“Pietà” Giovanni Bellini - 1460-70
canvas 107 x 86 cm
I feel a little bad for taking such a big leap through time in respect to my last post. Sure, 36 odd-years may not seem like a big time difference historically speaking, but during the Renaissance, artistic development was particularly abundant with each passing decade. These dramatic colors and textures are products of artistic influences that came from northern Europe with the style known as “Fiamminghi” or Felmish art. The Flemish territory, that which was owned or controlled by the Flanders, spread out over France, Holand, Belgium, and New Zealand (http://en.wikipedia.org/wiki/County_of_Flanders). Flemish art was characterized by a pursuit for a closer and more personal relationship between man and God, explaining why their pictorial themes often focused on the passion of Christ. What really made Flemish art stand out during the Renaissance was its acute attention towards minimal details, bringing its scenes to life in luscious countrysides with carnal figures full of gasping emotion. Flemish art gave off a certain luminosity that did not previously exist in Renaissance art. It also allowed Italian artists to step away from the Medieval plasticity that lingered in the beginning of the 1400’s. This artistic trend takes off in Italy starting in the 1440’s when Artists such as Jan Van Eyck began to travel South in hunger for the Renaissance, its prospective, and its prolific culture.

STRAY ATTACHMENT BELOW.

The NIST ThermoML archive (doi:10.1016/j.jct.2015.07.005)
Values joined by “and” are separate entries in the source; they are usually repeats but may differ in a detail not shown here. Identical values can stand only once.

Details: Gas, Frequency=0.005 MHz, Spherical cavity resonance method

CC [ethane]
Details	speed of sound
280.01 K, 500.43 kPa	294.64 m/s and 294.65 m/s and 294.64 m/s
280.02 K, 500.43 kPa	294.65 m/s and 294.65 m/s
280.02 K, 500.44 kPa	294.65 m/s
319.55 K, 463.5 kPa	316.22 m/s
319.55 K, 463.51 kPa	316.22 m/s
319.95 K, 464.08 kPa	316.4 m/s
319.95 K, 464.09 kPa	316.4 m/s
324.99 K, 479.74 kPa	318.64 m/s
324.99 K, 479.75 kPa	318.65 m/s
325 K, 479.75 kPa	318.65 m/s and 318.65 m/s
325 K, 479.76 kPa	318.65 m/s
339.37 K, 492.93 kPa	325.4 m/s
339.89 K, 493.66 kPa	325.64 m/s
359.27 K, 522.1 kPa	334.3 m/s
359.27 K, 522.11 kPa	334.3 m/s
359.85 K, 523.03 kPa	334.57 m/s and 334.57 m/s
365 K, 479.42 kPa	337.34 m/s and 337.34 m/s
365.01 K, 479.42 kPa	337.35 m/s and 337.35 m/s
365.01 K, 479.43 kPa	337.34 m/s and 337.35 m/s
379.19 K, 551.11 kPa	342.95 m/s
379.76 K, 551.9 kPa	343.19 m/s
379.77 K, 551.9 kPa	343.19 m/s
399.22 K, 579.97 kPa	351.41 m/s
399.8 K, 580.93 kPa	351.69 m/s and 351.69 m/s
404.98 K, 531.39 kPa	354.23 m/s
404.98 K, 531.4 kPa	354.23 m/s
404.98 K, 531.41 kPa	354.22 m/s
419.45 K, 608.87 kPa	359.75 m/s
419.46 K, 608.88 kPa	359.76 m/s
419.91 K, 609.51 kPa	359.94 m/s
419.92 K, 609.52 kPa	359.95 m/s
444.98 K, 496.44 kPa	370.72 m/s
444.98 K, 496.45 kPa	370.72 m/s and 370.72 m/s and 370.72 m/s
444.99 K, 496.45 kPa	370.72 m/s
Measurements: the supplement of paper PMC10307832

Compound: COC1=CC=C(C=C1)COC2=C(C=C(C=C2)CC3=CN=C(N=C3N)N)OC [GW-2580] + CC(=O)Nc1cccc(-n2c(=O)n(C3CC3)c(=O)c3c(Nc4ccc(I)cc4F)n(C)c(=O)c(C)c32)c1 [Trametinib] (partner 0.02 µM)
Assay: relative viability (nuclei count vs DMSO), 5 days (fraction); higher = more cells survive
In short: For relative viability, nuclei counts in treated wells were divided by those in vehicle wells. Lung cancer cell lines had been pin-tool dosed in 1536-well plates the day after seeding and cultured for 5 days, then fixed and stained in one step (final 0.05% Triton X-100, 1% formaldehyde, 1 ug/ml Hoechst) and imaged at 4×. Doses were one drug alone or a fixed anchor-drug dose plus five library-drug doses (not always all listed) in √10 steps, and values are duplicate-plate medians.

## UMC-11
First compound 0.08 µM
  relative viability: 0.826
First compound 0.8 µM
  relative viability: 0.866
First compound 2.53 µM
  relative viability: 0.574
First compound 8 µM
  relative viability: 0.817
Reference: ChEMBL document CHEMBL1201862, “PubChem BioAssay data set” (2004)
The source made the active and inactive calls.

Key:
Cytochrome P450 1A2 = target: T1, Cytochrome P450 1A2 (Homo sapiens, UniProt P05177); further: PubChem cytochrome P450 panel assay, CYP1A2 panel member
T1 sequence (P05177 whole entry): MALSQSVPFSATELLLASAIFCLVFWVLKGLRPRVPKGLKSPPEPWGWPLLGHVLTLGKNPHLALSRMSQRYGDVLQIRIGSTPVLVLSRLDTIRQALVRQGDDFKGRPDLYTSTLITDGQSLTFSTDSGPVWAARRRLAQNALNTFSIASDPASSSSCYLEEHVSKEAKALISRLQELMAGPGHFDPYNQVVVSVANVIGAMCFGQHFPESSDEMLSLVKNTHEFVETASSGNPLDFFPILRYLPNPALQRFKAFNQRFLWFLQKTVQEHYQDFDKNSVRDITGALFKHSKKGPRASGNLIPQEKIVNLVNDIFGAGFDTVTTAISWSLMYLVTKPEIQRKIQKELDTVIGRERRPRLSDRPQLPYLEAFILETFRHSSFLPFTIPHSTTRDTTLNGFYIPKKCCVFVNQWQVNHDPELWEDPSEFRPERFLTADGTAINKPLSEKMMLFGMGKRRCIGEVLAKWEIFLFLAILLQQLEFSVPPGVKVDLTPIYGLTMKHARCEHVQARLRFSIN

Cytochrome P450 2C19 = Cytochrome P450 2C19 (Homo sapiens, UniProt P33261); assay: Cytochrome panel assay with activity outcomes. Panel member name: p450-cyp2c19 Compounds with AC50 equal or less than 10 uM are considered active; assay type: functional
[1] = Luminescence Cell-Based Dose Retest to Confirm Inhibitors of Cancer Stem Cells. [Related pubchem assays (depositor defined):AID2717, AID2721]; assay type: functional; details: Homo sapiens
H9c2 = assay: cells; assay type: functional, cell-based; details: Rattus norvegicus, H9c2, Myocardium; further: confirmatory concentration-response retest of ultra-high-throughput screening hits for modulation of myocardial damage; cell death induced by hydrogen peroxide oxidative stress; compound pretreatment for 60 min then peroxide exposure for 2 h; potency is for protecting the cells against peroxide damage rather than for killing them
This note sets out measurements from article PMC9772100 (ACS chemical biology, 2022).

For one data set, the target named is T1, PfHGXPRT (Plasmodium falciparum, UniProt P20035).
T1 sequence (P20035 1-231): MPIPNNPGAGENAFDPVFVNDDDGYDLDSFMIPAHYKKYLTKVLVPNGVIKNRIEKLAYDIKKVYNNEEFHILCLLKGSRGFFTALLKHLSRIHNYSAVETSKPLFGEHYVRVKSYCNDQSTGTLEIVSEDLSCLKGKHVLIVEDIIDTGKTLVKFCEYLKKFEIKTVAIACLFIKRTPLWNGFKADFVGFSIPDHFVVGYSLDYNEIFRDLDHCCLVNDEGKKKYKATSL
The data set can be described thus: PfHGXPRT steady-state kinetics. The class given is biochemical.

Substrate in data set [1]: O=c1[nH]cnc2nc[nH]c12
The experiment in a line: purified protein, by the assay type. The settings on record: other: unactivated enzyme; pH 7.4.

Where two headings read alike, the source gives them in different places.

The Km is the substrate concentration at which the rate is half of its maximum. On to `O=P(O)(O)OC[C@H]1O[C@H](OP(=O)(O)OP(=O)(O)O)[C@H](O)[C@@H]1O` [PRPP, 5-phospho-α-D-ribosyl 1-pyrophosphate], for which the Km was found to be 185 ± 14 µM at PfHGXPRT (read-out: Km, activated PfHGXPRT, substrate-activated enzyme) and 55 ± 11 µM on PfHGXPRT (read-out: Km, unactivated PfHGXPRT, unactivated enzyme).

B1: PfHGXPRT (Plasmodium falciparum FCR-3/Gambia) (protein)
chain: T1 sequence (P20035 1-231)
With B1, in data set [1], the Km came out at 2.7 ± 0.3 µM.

So, here we are, 20-30 years later, with what is now a revival of Flemish art, full of influences from Piero della Francesca, Mantegna, and Antonello Da Messina (I promise to touch upon these preceding artists sometime soon, considering how important they are). Anyway, why bring up the “Pietà” by Giovanni Bellini??? Well, #1 it’s intimacy with the dead is extremely creepy and their faces have this weird, sickly and slightly drugged out quality that I can’t seem to ignore. Secondly, this painting came up in the part of my text book that I’m currently studying. So, cheers to multi-tasking!
Giovanni received his education in his father’s shop, la bottega di Jacopo Bellini, which was probably the most refined and famous Venetian art studio during the Renaissance. Meaning Giovanni lived and breathed art his entire life! However, Giovanni’s work was not typical of the Venetian style, which in his era was dominated by humanism. be careful not confuse Giovanni’s style for his roots because they are entirely different. While Giovanni was busy reviving Flemish art, Venice was still dedicated to late-gothic and greek-byzantine traditions, which were products of the city’s cultural isolation.
Back to the painting, this piece has an element of striking reality, exceeding that which had been previously rendered in paint. We no longer see the plastic quality that was present in the beginning of the Renaissance. Instead, we find ourselves in front of life-like figures who are drowning in emotion. Mary’s intimacy is so intense that Saint John turns away in embarrassment like a cheeky wench. We consider Giovanni Bellini as a true Renaissance artist from his advanced study of the human body and ability to use prospective, a prospective that defines the stretching horizon and country side which make up the scenic background. These rich qualities, along with the application of anatomical detail (note the definition of musculature and veins), are what allow us to define the “Pietà” as a true masterpiece.
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